Post-doctoral research visit (F/M) in Data Sciences and Statistical Learning in Université Gustave Eiffel

Multi-source data Mining for the analysis of human mobility

Starting date: ASAP

Main Location: Champs-Sur-Marne (77) or Lyon

Duration: Up to 24 months

Level of qualifications required: PhD or equivalent

Remuneration 2600 € / month (before taxes)


The post-doctoral research position is funded by the ANR PRCE MobiTiC project ( The post-doctoral fellow will join a research team working on statistical learning for mining complex urban data for a duration of 24 months. Several partners are involved in the project: two research laboratories of Université Gustave Eiffel (GRETTIA- Coordinator and LICIT-ECO7), the SENSE laboratory of Orange Labs, the SSP lab of INSEE.

MobiTic’s methodology shall produce novel models, analyses and indicators of presence and mobility that are relevant, reliable, compliant with privacy rules, representative and frequently updated. These indicators shall be produced by combining (aggregate) mobile phone network signalling and other digital and traditional data sources (smart card data, surveys, GPS data, Census data, loop detectors’ data, etc.). Digital data open fundamental perspectives for the dynamic analysis of territories, at finer levels of geographical and temporal accuracy, and may provide actors with the potential to manage their resources more efficiently, which is a fundamental requirement for the sustainable development of the territories. The project will draw upon the disciplinary fields of statistics, machine learning, and data analysis.

In recent years, there has been a great deal of research work dedicated to the use of digital data for mobility analysis. Most of these research studies focus on using a single data source and a single mode of transport. In this respect, we can cite the work carried out by researchers from Université Gustave Eiffel involved in the MobiTic project on the use of smart card data to analyze the use of shared mobility systems [1, 2], or public transport systems [3], the use of Bluetooth data for road traffic analysis [4] or the use of mobile phone data to reconstruct human trajectories [5, 6], understand urban dynamics [7] and analyze road transport resilience [8].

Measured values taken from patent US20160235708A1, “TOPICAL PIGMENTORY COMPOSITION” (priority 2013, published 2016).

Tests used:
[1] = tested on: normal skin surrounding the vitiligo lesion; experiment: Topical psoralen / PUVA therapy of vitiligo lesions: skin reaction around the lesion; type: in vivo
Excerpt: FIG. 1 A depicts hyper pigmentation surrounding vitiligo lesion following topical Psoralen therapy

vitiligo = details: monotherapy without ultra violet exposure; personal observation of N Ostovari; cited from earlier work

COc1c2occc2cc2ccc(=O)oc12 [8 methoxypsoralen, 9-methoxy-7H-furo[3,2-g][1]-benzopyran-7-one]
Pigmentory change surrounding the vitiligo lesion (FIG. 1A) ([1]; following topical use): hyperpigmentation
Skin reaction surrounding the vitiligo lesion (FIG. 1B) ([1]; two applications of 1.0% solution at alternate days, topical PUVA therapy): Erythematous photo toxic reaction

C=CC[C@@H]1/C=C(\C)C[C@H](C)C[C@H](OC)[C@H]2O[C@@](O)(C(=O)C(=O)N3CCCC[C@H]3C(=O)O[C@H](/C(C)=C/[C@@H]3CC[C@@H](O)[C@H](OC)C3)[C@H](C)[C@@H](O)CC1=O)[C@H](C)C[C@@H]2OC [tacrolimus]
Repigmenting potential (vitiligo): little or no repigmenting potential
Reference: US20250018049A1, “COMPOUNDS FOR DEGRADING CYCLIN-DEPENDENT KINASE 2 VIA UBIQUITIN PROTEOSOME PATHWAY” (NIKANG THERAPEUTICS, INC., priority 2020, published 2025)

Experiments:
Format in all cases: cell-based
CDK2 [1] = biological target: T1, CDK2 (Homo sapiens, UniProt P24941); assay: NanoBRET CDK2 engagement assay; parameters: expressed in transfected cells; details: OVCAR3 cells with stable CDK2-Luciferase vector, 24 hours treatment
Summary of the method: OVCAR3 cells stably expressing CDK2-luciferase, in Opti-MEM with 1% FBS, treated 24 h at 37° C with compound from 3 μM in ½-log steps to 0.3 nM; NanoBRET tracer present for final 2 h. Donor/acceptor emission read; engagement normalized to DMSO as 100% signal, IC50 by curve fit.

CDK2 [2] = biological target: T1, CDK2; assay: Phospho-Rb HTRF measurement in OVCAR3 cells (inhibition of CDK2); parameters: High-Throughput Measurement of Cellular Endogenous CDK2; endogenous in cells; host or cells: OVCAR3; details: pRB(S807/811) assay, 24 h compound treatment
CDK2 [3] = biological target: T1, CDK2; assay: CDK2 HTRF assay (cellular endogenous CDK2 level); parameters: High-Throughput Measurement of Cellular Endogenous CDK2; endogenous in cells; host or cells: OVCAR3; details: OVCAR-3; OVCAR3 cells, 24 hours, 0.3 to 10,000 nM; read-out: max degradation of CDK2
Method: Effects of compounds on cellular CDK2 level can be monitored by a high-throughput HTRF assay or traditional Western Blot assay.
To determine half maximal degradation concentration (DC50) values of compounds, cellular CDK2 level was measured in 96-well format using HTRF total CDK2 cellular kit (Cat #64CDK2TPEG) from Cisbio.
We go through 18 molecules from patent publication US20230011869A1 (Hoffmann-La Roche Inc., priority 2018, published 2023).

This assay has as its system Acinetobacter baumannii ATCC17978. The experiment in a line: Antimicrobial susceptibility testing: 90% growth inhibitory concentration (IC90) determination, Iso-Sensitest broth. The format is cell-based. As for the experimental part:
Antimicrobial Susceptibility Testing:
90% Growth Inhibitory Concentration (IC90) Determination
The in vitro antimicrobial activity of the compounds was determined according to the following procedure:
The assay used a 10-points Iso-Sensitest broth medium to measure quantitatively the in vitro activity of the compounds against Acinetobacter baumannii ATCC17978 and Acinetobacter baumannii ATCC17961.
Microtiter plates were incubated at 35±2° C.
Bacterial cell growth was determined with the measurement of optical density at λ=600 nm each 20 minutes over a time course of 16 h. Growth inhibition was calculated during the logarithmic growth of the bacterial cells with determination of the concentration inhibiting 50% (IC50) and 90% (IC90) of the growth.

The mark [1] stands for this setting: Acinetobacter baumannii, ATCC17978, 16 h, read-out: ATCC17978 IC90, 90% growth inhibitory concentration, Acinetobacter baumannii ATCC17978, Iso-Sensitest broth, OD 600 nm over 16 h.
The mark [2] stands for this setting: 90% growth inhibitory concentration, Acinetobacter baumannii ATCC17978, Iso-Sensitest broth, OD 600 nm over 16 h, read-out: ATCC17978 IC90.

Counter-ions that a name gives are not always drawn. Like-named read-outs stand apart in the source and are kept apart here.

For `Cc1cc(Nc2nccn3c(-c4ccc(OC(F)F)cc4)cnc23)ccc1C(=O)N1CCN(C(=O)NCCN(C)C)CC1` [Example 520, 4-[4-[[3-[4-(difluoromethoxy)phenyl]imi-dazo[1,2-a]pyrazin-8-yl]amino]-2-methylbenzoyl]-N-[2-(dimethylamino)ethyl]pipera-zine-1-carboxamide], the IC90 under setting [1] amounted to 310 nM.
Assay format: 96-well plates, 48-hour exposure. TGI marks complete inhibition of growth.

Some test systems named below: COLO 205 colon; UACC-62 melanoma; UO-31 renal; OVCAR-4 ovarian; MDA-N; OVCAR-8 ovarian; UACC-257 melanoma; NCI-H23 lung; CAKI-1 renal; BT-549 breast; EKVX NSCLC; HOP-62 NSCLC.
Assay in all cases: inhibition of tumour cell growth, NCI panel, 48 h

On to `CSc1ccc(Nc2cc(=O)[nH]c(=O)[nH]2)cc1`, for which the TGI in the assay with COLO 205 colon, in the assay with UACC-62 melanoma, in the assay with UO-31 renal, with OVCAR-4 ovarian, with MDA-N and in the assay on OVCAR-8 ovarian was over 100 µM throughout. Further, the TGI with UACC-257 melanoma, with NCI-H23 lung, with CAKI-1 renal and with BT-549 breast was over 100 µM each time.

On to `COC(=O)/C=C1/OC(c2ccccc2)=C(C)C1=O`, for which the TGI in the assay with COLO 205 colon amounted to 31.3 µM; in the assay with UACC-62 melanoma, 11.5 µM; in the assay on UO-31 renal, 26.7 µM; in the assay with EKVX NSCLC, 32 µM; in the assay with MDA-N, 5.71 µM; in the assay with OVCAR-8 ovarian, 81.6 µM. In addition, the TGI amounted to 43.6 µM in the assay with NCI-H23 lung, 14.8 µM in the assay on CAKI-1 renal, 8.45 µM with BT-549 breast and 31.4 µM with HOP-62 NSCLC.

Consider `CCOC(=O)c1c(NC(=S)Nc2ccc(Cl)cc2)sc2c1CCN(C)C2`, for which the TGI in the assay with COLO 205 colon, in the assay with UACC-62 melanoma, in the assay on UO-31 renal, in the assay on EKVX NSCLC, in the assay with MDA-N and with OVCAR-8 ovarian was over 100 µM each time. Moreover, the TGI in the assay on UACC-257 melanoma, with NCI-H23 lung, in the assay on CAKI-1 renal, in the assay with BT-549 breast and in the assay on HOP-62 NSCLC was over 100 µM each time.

The MobiTIC project aims to combine several data sources to analyse human presence and mobility.


This postdoc proposal aims to develop data mining and data fusion approaches to mine and enrich mobile phone signaling aggregate data. One of the main issues to be addressed concerns the imputation of the trip mode and purpose [8, 9, 10]. Indeed, mobile phone data alone cannot provide the whole information required to build mobility indicators. In addition to socio-demographic information, indicators on human mobility (Origin-Destination matrices) can benefit from other data sources such as ticketing data, electromagnetic loop data for road traffic. The joint usage of multiple sources will make it possible to fully take advantage of the strengths of each type of source and overcome their inner individual limitations and biases.

The postdoc is expected to address, during the two years, the following challenges:

– Explore and comparatively analyze a unique large-scale dataset on human mobility made available by the mobile phone operator Orange and its commercial service Orange Flux Vision in the context of the MobiTIC project. Among the expected goals, the candidate will have to evaluate potential spatiotemporal biases of the data as well as validate the available inferred (multi-modal) mobility flows with respect to diverse available sources of human mobility data, including road traffic GPS data, public transportation validations (smart card and ticketing data) and loop detectors. The analysis will focus on the Rhone-Alpes region, France, and exploit classical data mining and machine learning solutions to produce spatio-temporal indicators of human mobility (Origin-Destination matrices, travelled distances, radius of gyration, etc.), possibly by travel mode and motifs.

– Applying data fusion techniques to combine the heterogeneous multi-source available data (private road traffic, public transport, mobility indicators derived from mobile phone data and surveys) to generate synthetic populations that can reproduce, realistically and anonymously, the mobility flow in the case-study area. Synthetic populations can also be used for agent-based microsimulation. To this purpose, existing work from the team and the literature concerning data-driven probabilistic population synthesis based on Iterative Proportional Fitting (IPF) [10], Markov Chains [11], Bayesian Networks [12] and Generalized Raking [13] will be the basis for further development.